We wandered over to the rocks around the edge and saw many Sally Light foot crabs with their beautiful red and white spotted legs attached to their blue spotted bodies running sideways across the beach.

A last view of the cove

A last view of the cove

It was probably the beautiful beach we had been on, it certainly had the most wildlife.  We reluctantly left the beach and walked back across the island looking over our shoulders many times to get one last view of the stunning blue water. 

We returned to Daphne ready for the journey back to Santa Cruz.  Bill wanted to have a look at the bridge and was welcomed in.  Pictures were taken with the Captain and we asked him if they ever see Dolphins. 

Dolphins leaping out of our wake

Dolphins leaping out of our wake

As if on cue the call of “Dolphins” was called out and everyone rushed to the bow of the boat to watch them.   We’ve had Dolphins many times swimming in our bow wave but Daphne was travelling at 15kts which is twice as fast as Camomile and the Dolphins were still managing to keep up.  The extra speed seemed to excite them more because they were also leaping right out of the water in our wake.  It was going to take quite a while to get back so we watched a BBC Galapagos documentary, which was very interesting. We arrived back to a cloudy evening.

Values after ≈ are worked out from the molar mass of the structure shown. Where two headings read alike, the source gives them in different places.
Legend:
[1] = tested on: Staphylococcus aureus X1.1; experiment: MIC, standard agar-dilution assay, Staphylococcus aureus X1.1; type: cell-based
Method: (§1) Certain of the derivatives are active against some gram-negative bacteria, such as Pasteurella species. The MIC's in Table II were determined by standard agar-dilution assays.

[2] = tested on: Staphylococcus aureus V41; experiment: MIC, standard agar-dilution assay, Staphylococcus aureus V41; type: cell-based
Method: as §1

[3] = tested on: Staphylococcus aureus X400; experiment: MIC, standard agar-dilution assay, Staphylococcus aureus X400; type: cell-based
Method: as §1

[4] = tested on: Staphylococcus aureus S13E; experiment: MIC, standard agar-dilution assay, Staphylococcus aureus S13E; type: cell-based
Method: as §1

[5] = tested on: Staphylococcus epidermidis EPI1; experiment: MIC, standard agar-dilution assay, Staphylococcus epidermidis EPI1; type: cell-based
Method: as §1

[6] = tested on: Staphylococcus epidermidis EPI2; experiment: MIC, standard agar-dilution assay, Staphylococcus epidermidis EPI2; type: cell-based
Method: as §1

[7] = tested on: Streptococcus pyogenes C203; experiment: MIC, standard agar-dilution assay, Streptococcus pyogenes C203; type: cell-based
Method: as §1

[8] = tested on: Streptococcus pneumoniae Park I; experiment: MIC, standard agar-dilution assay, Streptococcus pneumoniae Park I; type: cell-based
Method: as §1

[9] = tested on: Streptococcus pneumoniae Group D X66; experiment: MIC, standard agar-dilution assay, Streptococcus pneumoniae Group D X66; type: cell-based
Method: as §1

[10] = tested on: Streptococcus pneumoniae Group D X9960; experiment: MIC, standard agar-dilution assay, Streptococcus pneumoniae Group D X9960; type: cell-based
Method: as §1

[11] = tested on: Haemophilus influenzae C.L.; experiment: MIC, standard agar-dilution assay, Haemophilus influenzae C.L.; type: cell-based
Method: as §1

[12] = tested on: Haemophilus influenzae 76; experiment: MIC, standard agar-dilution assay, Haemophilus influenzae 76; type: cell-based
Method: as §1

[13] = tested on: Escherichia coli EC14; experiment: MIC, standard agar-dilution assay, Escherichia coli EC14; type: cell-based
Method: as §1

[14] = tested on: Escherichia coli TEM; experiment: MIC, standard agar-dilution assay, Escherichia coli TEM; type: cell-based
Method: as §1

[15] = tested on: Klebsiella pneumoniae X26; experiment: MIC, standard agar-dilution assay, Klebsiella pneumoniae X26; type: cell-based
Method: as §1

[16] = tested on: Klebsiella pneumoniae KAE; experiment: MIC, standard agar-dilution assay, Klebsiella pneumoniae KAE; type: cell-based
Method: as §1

Camomile was still where we had left her

Camomile was still where we had left her

Camomile was still where we had left her.  The crew kindly took all the men round to check on their boats and they managed to bring back various bottles of alcohol.  Most of the crew went off duty leaving us all to have a party on board.  The next morning we reluctantly packed our bags and enjoyed one last breakfast together.  Sue and David, crew from Roundabout had finished their time with the BWR and headed to the airport.  The rest of us went on our final excursion to the Highlands to visit a Tortoise Sanctuary. 

Wallowing in mud

Wallowing in mud

We donned Wellie boots and went to find the tortoises, who were wallowing in the mud.  We went back to the dock for our luggage and were taken back to our boats.  What a fabulous time we’d all had.  We spent the next few days getting ready for our longest passage …… across the Pacific Ocean.

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Posted on March 23, 2010, in Port posts. Bookmark the permalink. Leave a comment.